• A public official has ordered the closure of the school or place of care of the employee’s child or of the employee’s place of business due to a public health emergency, necessitating the employee’s absence from work.

Paid Sick Leave During Public Health Emergency

  • In addition to the paid sick leave accrued by an employee, the HFWA requires an employer, regardless of size, to provide its employees an additional amount of paid sick leave during a public health emergency in an amount based on the number of hours the employee works.
  • Employers may count an employee’s unused accrued paid sick leave toward the supplemental paid sick leave.
  • Employees are allowed to use paid sick leave up to 4 weeks after the official termination or suspension of the public health emergency.
  • Employers must also pay employees paid sick leave for absences as a result of self-isolation or care for a family member who is self-isolating, or requires medical diagnosis, care or treatment relating to the public health emergency.

No Retaliation

Employers may not retaliate against employees who use paid sick leave or otherwise exercise their rights under the Act.

Requests for Leave

  • Employers are required to allow an employee to use paid sick leave upon request by the employee.
  • Requests by employees may be made orally, in writing, electronically, or by any other means acceptable to the employer.
  • Whenever possible, the employee shall include the expected duration of the absence.
  • Employers may create written policies identifying reasonable procedures for the employee to provide notice when seeking paid sick leave.
  • Employees must use paid sick leave in hourly increments unless the employer allows paid sick leave to be taken in smaller increments of time.

Notification, Confidentiality and Record-Keeping

  • Employers are required to notify employees of their rights under the Act by providing employees with a written notice of their rights and displaying a poster, developed by the division of labor standards and statistics (division) in the department of labor and employment (department), detailing employees’ rights under the act.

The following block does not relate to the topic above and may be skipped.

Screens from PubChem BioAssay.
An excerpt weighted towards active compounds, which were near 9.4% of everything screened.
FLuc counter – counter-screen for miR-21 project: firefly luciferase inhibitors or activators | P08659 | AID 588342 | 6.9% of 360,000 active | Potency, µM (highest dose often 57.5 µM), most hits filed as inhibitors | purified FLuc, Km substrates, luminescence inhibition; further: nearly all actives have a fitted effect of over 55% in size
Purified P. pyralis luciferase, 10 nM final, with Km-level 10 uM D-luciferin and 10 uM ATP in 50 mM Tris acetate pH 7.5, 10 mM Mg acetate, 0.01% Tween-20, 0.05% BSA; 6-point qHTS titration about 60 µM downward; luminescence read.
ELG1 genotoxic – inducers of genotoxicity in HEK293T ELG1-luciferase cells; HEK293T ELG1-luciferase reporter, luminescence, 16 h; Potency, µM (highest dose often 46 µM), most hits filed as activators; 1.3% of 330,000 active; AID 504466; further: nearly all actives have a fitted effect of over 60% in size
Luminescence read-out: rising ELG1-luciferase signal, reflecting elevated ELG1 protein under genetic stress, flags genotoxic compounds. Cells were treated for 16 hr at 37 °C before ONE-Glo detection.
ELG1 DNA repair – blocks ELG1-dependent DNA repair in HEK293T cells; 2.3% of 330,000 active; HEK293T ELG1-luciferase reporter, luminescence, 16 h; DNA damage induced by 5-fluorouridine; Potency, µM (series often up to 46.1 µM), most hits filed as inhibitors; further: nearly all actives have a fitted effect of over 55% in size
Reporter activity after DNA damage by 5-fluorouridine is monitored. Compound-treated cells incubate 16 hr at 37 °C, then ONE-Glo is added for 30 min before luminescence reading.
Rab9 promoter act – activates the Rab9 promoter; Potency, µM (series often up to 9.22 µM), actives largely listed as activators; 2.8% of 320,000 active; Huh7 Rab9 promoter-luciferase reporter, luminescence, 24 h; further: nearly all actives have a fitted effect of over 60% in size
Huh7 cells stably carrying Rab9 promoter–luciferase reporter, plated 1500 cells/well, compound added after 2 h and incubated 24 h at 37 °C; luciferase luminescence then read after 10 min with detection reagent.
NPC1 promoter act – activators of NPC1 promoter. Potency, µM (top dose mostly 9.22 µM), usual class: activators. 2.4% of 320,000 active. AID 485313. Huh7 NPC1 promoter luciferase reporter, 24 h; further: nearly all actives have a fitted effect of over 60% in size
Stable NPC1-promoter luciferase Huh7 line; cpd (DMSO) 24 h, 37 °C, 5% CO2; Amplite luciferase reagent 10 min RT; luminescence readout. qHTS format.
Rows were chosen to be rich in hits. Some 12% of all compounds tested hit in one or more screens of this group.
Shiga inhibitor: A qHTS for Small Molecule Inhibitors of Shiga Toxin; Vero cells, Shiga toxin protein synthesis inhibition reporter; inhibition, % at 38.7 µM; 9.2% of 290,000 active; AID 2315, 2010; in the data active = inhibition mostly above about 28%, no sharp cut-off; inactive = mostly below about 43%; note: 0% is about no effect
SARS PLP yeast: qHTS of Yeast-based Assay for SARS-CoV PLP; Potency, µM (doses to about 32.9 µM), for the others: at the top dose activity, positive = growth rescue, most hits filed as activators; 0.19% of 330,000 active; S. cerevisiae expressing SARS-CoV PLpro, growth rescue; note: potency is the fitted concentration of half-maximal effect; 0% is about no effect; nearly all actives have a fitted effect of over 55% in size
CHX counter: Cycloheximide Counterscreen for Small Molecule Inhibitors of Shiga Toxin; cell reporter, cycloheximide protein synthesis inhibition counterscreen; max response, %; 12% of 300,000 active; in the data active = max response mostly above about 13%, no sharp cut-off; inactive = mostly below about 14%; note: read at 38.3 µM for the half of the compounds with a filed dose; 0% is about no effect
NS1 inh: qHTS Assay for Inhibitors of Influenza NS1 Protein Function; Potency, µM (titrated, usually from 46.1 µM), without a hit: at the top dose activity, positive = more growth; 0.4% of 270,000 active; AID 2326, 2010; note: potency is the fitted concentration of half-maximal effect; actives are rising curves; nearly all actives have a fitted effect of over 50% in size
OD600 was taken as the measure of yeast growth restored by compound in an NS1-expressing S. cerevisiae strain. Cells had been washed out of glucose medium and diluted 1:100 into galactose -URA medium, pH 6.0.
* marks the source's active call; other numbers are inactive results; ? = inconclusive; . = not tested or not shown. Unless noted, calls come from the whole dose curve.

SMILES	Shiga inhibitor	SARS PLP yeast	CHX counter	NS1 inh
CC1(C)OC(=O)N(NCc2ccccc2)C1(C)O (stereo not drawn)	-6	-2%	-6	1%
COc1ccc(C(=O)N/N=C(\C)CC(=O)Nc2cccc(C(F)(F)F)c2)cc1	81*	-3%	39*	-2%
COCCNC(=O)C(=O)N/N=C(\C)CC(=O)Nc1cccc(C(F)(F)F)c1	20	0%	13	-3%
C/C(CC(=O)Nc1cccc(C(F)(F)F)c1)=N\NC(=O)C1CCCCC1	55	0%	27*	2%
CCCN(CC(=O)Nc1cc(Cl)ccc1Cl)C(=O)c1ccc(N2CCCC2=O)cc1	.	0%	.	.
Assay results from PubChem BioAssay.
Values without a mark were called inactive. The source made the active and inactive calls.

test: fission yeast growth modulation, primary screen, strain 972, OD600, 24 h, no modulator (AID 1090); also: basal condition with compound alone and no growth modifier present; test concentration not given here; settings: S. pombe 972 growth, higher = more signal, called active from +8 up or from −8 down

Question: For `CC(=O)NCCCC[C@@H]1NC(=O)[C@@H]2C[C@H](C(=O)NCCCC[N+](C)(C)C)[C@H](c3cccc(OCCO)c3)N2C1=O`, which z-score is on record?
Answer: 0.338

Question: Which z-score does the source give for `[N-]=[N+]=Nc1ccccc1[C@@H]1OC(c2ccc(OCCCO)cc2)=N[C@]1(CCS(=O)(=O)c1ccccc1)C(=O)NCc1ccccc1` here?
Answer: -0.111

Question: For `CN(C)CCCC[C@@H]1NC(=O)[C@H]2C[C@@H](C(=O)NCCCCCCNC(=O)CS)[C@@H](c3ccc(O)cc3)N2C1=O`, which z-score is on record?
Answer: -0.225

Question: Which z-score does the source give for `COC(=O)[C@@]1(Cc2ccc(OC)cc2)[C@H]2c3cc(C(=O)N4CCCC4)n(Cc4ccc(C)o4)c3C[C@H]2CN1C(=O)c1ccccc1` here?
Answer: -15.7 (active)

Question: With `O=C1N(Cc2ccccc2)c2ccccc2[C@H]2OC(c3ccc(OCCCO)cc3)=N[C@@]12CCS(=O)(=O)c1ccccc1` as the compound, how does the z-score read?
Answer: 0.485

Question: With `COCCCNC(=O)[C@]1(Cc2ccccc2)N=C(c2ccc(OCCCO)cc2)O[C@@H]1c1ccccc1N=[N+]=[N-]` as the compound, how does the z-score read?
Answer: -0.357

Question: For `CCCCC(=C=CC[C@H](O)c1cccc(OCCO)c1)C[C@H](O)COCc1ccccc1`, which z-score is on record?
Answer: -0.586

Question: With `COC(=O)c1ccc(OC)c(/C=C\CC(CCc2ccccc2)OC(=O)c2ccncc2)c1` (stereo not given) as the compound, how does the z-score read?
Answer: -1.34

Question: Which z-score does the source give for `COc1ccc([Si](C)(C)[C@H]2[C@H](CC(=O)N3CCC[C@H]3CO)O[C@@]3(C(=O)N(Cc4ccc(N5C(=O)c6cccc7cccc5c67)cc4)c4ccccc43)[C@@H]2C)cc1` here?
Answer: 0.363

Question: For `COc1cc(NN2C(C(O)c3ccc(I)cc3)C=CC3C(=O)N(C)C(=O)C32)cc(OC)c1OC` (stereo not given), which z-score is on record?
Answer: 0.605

• The HWFA treats an employee’s information about the employee’s or a family member’s health condition or domestic abuse, sexual assault, or harassment case as confidential and prohibits an employer from disclosing such information or requiring the employee to disclose such information as a condition of using paid sick leave.
  • The Act requires that an employer retain paid sick leave records for each employee for a two-year period, “documenting hours worked, paid sick leave accrued, and paid sick leave used.”
  • The Colorado Department of Labor and Employment created a poster for use by employees, which should be posted in a conspicuous and accessible location in the worksite. A copy of this poster is located on page 5 of this newsletter.
  • The penalty for not providing the notice is a civil fine not to exceed $100 per each violation. The penalty is the same as that for not providing the poster. For example, providing neither a notice nor a poster would potentially have an employer facing $200 in fines.


An employer found in violation of the HWFA is liable to the employee for back pay and other equitable damages.

What Employers Should Do

  • You should review and update your sick leave policies and employee manual to be in compliance with the Act.
  • Make sure you have obtained a copy of the poster, and that poster is placed in a conspicuous location at the worksite.
  • Inform employees of the new policies.